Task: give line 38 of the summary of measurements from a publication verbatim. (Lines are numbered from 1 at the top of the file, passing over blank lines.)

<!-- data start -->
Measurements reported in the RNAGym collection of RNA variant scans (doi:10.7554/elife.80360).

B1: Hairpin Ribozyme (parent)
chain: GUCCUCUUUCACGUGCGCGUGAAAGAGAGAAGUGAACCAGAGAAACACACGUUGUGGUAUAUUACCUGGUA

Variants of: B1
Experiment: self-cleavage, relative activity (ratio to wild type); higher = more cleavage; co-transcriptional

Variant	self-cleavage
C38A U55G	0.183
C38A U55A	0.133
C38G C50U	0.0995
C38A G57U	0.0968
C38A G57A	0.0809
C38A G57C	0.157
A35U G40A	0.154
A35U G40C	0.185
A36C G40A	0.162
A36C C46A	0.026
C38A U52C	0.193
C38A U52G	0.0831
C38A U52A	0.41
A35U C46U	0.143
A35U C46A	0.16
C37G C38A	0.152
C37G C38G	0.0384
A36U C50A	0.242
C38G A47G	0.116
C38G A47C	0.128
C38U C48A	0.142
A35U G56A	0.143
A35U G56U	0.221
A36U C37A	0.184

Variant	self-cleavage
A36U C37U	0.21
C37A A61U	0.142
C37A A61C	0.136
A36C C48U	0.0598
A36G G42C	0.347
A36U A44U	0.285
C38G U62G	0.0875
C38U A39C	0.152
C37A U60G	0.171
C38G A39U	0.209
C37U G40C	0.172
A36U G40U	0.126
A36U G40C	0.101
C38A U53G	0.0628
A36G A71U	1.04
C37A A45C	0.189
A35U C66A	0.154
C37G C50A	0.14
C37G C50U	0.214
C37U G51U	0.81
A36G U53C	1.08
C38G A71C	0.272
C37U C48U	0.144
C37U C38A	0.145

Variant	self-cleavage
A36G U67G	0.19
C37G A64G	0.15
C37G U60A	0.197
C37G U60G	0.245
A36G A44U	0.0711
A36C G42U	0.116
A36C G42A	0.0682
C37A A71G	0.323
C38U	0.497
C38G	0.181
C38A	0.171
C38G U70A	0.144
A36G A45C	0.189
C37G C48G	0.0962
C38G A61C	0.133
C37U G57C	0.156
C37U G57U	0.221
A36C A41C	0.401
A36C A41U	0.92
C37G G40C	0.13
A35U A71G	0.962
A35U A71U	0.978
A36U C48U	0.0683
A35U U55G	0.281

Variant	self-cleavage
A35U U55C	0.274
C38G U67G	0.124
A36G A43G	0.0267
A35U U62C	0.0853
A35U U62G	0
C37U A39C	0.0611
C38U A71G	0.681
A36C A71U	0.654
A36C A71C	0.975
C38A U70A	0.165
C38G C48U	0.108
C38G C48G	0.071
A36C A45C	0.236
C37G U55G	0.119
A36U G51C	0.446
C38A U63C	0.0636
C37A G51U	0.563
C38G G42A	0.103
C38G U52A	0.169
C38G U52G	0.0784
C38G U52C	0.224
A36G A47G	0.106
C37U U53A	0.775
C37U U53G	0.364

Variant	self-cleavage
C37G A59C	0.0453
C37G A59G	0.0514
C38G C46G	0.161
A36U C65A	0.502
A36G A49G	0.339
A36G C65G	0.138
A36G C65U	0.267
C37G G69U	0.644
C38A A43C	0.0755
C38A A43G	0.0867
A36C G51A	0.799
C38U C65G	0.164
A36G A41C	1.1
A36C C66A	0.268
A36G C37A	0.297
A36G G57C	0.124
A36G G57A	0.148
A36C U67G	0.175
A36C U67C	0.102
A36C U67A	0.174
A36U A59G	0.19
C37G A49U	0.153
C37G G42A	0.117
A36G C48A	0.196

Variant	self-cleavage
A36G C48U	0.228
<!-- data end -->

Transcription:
C38G U62G	0.0875